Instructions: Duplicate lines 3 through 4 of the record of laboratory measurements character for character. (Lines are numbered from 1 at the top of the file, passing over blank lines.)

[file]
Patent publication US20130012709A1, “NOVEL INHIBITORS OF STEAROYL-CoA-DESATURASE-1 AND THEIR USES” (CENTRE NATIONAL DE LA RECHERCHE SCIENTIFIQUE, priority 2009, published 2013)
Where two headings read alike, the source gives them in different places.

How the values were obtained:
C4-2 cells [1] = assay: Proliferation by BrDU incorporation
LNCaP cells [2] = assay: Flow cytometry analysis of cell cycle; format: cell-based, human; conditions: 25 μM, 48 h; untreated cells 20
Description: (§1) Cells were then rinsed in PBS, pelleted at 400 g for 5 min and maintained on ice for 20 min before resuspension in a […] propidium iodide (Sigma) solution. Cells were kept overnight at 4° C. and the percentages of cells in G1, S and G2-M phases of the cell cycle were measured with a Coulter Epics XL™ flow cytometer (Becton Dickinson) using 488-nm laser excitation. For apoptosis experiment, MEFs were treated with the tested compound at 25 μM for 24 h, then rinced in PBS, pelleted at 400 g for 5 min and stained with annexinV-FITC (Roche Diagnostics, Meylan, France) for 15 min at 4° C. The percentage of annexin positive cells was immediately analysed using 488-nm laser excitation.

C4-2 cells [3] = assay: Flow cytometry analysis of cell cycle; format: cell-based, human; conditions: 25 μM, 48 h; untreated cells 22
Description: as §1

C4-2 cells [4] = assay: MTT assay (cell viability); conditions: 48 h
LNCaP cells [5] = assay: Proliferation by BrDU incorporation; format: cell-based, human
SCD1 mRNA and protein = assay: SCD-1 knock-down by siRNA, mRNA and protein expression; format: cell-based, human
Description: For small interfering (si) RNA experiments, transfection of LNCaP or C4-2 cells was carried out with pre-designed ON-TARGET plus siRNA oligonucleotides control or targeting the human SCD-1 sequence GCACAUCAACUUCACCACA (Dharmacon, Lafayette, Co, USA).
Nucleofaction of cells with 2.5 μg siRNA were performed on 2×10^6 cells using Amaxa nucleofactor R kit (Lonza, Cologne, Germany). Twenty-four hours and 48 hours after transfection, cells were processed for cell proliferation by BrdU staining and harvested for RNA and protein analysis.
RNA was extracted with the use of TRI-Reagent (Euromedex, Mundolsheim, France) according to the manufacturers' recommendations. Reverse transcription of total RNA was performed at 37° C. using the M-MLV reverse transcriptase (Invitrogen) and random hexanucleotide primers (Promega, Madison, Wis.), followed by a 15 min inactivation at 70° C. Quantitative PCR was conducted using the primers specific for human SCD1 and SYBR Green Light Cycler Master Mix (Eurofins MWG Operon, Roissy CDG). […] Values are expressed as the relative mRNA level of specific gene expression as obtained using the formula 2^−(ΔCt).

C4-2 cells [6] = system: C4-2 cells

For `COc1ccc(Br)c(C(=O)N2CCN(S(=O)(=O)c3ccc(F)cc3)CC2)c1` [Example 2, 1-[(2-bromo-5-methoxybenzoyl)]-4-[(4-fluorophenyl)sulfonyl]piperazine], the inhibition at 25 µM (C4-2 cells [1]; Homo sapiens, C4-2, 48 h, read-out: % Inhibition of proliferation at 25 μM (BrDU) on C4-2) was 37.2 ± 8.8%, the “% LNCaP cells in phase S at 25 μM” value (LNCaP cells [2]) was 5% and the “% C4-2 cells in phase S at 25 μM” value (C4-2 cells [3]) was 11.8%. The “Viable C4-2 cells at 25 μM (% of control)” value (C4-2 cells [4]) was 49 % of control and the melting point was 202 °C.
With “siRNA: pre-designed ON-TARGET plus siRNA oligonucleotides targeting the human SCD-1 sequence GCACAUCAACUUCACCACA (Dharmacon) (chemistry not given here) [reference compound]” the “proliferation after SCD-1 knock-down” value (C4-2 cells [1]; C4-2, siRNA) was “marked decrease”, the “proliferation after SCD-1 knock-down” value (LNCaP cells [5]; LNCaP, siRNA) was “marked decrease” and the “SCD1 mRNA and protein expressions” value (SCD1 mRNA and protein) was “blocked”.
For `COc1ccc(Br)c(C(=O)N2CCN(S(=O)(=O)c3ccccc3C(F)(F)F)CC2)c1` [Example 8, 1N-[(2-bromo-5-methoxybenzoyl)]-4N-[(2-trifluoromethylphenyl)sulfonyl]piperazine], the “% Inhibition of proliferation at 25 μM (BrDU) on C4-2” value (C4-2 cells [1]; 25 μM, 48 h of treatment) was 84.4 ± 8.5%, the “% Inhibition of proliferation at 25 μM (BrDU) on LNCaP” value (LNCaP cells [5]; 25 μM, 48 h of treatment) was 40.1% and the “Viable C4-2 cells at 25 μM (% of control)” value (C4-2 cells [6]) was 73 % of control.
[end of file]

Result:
How the values were obtained:
C4-2 cells [1] = assay: Proliferation by BrDU incorporation